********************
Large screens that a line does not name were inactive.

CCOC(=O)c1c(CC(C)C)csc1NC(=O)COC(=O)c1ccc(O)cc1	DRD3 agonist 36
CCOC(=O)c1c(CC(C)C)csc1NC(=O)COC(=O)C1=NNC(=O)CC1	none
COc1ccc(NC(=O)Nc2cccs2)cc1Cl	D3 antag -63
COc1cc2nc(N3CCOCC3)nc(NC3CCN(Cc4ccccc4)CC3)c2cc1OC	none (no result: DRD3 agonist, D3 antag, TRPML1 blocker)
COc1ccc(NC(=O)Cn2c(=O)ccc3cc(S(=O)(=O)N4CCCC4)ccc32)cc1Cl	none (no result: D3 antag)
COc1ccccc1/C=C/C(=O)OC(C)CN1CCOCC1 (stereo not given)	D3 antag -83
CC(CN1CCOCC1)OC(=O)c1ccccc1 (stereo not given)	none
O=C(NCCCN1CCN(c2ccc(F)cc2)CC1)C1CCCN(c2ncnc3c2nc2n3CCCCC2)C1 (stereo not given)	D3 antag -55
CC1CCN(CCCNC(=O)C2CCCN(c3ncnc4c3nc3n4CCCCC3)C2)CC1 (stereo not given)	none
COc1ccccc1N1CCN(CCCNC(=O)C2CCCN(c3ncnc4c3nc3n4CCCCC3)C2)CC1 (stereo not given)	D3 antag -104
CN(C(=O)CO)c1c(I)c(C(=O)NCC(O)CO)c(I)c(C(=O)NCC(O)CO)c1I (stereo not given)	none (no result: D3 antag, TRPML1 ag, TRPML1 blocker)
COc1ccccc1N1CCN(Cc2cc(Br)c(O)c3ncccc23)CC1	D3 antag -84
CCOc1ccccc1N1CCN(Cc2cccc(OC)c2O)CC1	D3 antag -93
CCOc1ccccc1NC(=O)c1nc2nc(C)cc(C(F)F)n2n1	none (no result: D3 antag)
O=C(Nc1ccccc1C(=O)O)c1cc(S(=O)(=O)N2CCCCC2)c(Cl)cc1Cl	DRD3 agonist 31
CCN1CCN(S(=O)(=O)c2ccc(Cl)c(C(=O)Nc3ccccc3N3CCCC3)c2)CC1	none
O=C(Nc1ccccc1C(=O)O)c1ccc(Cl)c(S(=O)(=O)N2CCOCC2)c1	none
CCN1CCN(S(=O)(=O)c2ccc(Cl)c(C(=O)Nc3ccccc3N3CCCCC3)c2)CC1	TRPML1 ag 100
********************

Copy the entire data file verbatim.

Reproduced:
Large screens that a line does not name were inactive.

CCOC(=O)c1c(CC(C)C)csc1NC(=O)COC(=O)c1ccc(O)cc1	DRD3 agonist 36
CCOC(=O)c1c(CC(C)C)csc1NC(=O)COC(=O)C1=NNC(=O)CC1	none
COc1ccc(NC(=O)Nc2cccs2)cc1Cl	D3 antag -63
COc1cc2nc(N3CCOCC3)nc(NC3CCN(Cc4ccccc4)CC3)c2cc1OC	none (no result: DRD3 agonist, D3 antag, TRPML1 blocker)
COc1ccc(NC(=O)Cn2c(=O)ccc3cc(S(=O)(=O)N4CCCC4)ccc32)cc1Cl	none (no result: D3 antag)
COc1ccccc1/C=C/C(=O)OC(C)CN1CCOCC1 (stereo not given)	D3 antag -83
CC(CN1CCOCC1)OC(=O)c1ccccc1 (stereo not given)	none
O=C(NCCCN1CCN(c2ccc(F)cc2)CC1)C1CCCN(c2ncnc3c2nc2n3CCCCC2)C1 (stereo not given)	D3 antag -55
CC1CCN(CCCNC(=O)C2CCCN(c3ncnc4c3nc3n4CCCCC3)C2)CC1 (stereo not given)	none
COc1ccccc1N1CCN(CCCNC(=O)C2CCCN(c3ncnc4c3nc3n4CCCCC3)C2)CC1 (stereo not given)	D3 antag -104
CN(C(=O)CO)c1c(I)c(C(=O)NCC(O)CO)c(I)c(C(=O)NCC(O)CO)c1I (stereo not given)	none (no result: D3 antag, TRPML1 ag, TRPML1 blocker)
COc1ccccc1N1CCN(Cc2cc(Br)c(O)c3ncccc23)CC1	D3 antag -84
CCOc1ccccc1N1CCN(Cc2cccc(OC)c2O)CC1	D3 antag -93
CCOc1ccccc1NC(=O)c1nc2nc(C)cc(C(F)F)n2n1	none (no result: D3 antag)
O=C(Nc1ccccc1C(=O)O)c1cc(S(=O)(=O)N2CCCCC2)c(Cl)cc1Cl	DRD3 agonist 31
CCN1CCN(S(=O)(=O)c2ccc(Cl)c(C(=O)Nc3ccccc3N3CCCC3)c2)CC1	none
O=C(Nc1ccccc1C(=O)O)c1ccc(Cl)c(S(=O)(=O)N2CCOCC2)c1	none
CCN1CCN(S(=O)(=O)c2ccc(Cl)c(C(=O)Nc3ccccc3N3CCCCC3)c2)CC1	TRPML1 ag 100